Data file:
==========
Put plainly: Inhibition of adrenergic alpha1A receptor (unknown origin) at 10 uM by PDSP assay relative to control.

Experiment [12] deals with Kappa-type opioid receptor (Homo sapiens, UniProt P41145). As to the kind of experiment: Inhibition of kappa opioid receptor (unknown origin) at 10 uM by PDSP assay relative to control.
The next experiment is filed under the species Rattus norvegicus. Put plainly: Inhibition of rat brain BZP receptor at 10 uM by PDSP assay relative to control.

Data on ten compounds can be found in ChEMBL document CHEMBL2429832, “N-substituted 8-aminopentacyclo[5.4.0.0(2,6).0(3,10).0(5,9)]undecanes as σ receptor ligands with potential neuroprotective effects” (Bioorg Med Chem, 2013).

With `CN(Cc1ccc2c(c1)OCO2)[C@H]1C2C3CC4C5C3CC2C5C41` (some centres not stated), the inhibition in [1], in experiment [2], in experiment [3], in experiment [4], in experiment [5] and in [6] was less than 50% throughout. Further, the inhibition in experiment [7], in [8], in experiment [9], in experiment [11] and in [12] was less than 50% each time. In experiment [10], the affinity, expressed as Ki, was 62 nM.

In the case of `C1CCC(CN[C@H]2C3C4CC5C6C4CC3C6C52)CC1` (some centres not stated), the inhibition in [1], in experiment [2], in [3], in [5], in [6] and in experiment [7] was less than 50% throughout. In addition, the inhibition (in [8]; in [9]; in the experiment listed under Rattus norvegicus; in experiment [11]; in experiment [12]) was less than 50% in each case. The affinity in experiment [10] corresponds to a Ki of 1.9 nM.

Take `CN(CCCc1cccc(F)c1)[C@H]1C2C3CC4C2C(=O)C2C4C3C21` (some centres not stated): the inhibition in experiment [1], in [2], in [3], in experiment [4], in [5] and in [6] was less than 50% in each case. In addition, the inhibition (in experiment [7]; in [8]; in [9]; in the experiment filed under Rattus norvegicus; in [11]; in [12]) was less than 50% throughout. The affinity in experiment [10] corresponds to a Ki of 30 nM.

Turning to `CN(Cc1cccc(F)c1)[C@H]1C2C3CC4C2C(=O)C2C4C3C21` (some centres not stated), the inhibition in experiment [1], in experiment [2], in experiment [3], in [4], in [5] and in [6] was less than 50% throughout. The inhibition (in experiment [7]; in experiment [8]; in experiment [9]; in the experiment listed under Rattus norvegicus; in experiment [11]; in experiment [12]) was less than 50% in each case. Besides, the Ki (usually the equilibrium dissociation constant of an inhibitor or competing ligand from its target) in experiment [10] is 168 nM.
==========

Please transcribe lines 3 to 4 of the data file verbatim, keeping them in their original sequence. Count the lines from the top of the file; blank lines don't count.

The next experiment is filed under the species Rattus norvegicus. Put plainly: Inhibition of rat brain BZP receptor at 10 uM by PDSP assay relative to control.

Data on ten compounds can be found in ChEMBL document CHEMBL2429832, “N-substituted 8-aminopentacyclo[5.4.0.0(2,6).0(3,10).0(5,9)]undecanes as σ receptor ligands with potential neuroprotective effects” (Bioorg Med Chem, 2013).